Wild Plants and Wooly Bears
Driving along a back road a few days ago, it seemed that my glasses had become foggy. But that wasn’t it. Then I realized that the air was filled with smoke. But it didn’t smell smoky. Besides, it was yellow smoke. What makes yellow smoke? Then the answer became clear. With each gust of wind, white pines released a heaping measure of yellow pollen.
Later, back home, I sat on my back deck and watched the tall pines behind my house. Each gust of wind precipitated a burst of yellow pollen, fine, smoky dust. Then a realization struck me. The pollen must not become available all at once, but in stages, over a fairly lengthy period of time.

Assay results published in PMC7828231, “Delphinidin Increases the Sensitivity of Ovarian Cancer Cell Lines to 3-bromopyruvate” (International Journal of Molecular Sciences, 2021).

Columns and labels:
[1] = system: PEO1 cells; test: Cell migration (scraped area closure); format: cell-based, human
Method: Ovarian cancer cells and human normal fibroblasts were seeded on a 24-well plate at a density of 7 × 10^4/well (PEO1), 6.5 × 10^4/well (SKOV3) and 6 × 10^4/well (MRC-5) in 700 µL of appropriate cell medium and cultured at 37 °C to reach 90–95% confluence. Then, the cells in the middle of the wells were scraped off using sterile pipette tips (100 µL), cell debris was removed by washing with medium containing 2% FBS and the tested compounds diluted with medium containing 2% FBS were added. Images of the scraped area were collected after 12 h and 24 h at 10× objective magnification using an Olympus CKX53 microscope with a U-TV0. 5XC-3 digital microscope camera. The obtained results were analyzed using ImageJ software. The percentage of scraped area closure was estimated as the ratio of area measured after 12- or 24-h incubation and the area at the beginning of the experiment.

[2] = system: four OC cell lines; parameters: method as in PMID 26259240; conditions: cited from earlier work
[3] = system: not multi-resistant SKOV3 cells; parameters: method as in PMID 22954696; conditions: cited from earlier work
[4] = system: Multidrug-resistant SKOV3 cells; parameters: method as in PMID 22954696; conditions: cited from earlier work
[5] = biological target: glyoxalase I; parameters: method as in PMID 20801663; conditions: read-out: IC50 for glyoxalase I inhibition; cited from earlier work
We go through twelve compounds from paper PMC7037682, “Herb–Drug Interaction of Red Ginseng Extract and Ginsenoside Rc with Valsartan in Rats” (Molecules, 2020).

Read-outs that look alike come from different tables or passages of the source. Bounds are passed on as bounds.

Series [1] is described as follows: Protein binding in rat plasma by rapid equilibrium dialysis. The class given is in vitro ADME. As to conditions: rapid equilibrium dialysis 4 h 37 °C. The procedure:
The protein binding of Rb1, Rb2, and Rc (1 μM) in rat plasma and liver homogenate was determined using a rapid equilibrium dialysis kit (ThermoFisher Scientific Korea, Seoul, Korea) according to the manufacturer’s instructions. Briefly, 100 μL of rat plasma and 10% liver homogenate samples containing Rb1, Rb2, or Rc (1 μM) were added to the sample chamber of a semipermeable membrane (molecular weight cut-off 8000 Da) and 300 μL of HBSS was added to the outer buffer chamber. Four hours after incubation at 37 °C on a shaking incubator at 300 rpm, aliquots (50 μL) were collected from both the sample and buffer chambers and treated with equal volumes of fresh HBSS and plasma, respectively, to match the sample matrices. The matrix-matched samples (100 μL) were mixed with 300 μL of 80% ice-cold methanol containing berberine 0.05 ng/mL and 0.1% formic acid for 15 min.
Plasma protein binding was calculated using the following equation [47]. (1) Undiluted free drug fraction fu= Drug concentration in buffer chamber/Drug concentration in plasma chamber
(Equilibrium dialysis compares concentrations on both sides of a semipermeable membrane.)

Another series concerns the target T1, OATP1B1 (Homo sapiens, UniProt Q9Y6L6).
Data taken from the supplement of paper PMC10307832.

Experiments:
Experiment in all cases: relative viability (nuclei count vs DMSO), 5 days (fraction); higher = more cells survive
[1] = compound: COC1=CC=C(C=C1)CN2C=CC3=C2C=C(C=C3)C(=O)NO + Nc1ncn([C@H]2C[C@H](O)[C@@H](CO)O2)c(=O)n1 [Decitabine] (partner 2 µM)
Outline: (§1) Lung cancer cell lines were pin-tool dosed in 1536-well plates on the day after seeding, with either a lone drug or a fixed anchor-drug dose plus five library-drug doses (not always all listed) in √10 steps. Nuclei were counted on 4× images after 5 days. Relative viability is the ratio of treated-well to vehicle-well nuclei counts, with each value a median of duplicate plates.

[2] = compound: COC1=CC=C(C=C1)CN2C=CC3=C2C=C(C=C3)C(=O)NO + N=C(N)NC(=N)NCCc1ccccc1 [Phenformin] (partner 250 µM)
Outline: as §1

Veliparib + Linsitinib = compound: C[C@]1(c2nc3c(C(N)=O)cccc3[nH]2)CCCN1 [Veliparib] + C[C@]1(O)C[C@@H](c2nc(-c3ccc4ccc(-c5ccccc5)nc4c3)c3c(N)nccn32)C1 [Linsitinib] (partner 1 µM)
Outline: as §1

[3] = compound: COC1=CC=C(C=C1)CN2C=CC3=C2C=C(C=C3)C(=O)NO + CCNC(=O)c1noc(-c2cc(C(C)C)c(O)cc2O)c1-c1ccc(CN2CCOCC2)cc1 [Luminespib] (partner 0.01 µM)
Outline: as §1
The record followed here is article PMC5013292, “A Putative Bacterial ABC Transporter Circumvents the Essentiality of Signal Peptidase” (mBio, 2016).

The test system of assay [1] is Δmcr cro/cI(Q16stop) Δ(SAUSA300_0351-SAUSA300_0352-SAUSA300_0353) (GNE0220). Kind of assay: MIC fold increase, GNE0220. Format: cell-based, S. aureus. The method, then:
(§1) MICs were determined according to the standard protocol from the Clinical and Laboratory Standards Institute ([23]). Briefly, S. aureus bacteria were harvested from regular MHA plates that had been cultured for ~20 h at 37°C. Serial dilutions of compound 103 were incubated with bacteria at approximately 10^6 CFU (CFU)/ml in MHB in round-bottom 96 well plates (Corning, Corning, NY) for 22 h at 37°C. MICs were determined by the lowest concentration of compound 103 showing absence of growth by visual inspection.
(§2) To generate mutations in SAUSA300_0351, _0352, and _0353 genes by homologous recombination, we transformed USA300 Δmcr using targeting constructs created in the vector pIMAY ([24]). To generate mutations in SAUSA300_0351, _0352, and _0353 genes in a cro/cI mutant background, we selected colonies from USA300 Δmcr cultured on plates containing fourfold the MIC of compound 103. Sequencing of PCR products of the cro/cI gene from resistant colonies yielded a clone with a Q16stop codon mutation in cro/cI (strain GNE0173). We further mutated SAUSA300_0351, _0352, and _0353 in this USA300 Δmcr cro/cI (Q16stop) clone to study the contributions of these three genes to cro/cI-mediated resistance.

Pines produce pollen on male cones. These are smaller than female cones and in evidence primarily at the start of the flowering stage. So we have male cones to thank for the yellow coating on our cars, picnic tables, roofs and even the surface of ponds and lakes. And, of course, this pollen provokes allergy symptoms in susceptible humans and probably animals as well.
Soon the time of “yellow smoke” will end and we will forget all about it. Until next year, that is, when the cycle repeats itself.